Sopranos

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Zulfiqar Ali Bhutto’s contributions and struggles to develop constitution and democracy…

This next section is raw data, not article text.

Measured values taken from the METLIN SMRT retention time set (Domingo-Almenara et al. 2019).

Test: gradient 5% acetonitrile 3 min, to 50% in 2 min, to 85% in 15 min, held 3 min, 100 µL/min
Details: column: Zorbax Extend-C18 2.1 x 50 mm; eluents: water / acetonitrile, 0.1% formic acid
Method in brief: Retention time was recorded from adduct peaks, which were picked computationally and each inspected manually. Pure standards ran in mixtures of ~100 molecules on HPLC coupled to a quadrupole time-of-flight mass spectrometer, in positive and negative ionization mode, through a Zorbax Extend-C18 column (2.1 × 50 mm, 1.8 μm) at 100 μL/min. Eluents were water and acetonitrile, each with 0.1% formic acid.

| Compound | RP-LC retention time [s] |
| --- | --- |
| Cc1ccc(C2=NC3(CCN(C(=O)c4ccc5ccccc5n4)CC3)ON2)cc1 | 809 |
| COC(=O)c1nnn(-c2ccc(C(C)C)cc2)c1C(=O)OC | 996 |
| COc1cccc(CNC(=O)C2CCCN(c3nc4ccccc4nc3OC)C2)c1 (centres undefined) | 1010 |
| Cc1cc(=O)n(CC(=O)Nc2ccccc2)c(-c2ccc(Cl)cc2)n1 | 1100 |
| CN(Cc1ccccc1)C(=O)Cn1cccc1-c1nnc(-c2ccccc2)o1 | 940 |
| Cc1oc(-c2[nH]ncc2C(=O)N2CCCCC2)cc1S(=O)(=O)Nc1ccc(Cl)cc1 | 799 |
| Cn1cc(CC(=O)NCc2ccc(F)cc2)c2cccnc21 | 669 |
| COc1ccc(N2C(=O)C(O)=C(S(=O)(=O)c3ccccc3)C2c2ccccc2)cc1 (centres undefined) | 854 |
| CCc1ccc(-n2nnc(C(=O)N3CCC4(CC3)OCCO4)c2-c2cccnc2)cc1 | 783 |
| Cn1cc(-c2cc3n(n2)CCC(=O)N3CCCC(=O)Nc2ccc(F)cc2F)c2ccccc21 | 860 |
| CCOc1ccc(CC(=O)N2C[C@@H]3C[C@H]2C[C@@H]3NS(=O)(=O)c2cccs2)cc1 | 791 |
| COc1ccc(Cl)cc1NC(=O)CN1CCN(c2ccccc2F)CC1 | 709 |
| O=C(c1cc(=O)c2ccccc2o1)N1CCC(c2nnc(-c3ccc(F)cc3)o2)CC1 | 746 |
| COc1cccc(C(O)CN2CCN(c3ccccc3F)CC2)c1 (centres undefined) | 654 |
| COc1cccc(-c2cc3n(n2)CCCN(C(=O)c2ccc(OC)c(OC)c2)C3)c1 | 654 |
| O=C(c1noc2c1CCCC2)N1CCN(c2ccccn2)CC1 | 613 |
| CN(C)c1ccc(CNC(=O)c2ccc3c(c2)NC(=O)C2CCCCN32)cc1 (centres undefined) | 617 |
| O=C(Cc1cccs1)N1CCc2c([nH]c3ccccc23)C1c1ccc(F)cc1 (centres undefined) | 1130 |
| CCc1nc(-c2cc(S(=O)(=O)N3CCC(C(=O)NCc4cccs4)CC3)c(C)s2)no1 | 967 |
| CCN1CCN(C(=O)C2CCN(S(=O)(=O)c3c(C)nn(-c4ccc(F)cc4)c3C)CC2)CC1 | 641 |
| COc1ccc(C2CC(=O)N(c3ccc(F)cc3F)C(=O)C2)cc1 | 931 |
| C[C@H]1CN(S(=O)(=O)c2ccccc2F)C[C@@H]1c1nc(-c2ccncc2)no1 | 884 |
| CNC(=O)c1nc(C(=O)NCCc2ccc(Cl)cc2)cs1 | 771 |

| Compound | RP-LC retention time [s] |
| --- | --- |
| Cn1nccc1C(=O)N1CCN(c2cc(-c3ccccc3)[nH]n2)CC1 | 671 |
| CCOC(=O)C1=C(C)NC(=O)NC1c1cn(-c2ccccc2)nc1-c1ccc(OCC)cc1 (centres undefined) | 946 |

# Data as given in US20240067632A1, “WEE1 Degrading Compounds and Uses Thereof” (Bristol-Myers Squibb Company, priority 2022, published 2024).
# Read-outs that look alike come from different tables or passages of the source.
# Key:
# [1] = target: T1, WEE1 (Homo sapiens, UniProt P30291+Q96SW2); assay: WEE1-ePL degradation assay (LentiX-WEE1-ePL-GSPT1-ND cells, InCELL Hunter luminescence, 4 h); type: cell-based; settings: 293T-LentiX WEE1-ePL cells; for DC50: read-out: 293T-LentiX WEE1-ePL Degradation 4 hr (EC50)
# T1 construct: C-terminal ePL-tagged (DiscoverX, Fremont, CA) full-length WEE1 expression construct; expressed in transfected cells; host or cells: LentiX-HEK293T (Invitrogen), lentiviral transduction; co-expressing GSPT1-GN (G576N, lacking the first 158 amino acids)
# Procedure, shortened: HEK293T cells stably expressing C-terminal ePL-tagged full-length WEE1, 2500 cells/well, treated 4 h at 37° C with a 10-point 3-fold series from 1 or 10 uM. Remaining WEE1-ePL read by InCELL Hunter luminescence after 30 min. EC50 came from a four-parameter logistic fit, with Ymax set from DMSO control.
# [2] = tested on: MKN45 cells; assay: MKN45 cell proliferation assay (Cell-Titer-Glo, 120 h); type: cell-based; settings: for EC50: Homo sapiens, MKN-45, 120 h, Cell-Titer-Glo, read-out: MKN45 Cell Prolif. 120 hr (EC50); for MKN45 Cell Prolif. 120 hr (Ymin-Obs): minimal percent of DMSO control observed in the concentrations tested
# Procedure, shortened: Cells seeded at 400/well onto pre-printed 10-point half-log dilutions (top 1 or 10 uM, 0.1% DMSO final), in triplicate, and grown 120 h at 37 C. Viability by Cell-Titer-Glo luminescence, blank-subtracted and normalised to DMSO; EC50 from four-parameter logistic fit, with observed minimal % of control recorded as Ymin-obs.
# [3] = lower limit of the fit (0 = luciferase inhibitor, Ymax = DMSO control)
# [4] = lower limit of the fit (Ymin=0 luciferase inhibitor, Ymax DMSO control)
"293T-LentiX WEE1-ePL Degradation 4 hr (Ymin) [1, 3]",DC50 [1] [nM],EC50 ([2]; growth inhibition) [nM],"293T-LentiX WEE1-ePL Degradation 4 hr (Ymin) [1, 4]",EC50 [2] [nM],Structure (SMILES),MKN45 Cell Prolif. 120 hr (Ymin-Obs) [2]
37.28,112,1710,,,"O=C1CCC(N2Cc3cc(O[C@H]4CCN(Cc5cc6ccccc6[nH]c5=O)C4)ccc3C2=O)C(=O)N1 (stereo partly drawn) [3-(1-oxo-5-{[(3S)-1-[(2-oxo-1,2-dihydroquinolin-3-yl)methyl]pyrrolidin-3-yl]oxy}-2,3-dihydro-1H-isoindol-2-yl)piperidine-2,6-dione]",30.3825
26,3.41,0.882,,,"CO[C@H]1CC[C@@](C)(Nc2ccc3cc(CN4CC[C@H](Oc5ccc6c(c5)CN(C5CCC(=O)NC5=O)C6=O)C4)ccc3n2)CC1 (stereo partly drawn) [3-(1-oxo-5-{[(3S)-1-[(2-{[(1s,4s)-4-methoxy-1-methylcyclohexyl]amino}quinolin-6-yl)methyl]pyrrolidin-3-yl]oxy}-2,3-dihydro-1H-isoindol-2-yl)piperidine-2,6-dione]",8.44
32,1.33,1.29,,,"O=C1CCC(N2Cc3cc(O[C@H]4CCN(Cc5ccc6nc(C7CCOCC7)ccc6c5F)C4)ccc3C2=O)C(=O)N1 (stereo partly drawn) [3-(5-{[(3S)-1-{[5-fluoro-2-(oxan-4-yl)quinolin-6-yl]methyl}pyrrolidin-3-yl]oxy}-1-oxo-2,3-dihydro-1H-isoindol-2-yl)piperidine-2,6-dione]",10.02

Zulfiqar Ali Bhutto (5 January 1928 – 4 April 1979) was a Pakistani politician and statesman who served as the 9th Prime Minister of Pakistan from 1973 to 1977, and prior to that as the 4th President of Pakistan from 1971 to 1973. Zulfiqar Ali Bhutto was educated at the University of Southern California, the University of California, Berkeley, and the University of Oxford in the United Kingdom, after which he trained as a barrister at Lincoln's Inn. Bhutto was the founder of the Pakistan Peoples Party (PPP)— the largest and most influential political party in Pakistan— and served as its chairman until his execution in 1979. His eldest daughter, Benazir Bhutto, would also serve as Prime minister, while his son Murtaza Bhutto, served as member of Parliament of Pakistan. He was noted for his progressive economic initiatives, industrialization, education, energy and foreign policy, and his intellectualism. In addition to national security issues, Bhutto promoted his policies on the nationalization, health care, and social reforms. He entered national politics as one of President Iskander Mirza's cabinet members, before being assigned several ministries during President Ayub Khan's military rule from 1958. Appointed Foreign Minister in 1963. After the Tashkent Agreement, Bhutto fell out with Ayub and resigned. He founded the PPP in 1967, contesting general elections held by President Yahya Khan in 1970. In the 1970 elections, the Awami League in East Pakistan won an absolute majority of all seats in Pakistan, while Bhutto won the majority of seats in West Pakistan. While the Yahya Khan regime was hesitantly willing to hand over power to the Awami League, Bhutto insisted that the PPP had to be granted key portfolios in a power sharing agreement. The Awami League's 6 points were a key issue, and eventually negotiations between the Awami League, the PPP and the Army broke down. A military crackdown on March 26th, 1971 led to the secession of Bangladesh, and Pakistan losing the war against Bangladesh-allied India in 1971. Bhutto was handed over the presidency in December 1971 and emergency rule was imposed. On assuming power on December 20, 1971, Bhutto promised to make a new Pakistan out of the West Wing and to restore national confidence. He conveniently laid the entire blame for the 1971 war and Pakistan's defeat on Yahya Khan and his junta. Asserting the principle of civilian leadership, Bhutto introduced a new constitution with a modified parliamentary and federal system. He attempted to control and reform the civil service and took steps to revitalize a stagnant economy and ameliorate conditions for the poor under the banner of Islamic socialism. Bhutto's most visible success, however, was in the international arena, where he employed his diplomatic skills. He negotiated a satisfactory peace settlement with India in 1972, built new links between Pakistan and the oil-exporting Islamic countries to the west, and generally was effective in repairing Pakistan's image in the aftermath of the war. Bhutto's program appeared to be laudable but fell short in performance. His near-monopoly of decision-making power prevented democratic institutions from taking root, and his overreaching ambitions managed in time to antagonize all but his closest friends. The PPP manifesto was couched in socialist terms. When Bhutto issued the Economic Reform Order on January 3, 1972, banking and insurance institutions were nationalized, and seventy other industrial enterprises were taken over by the government. The Ministry of Production, which incorporated the Board of Industrial Management, was established to oversee industry. Investment in the public sector increased substantially, and Bhutto maneuvered to break the power of the approximately twenty elite families who had dominated the nation's economy during the Ayub Khan period. Trade unions were...
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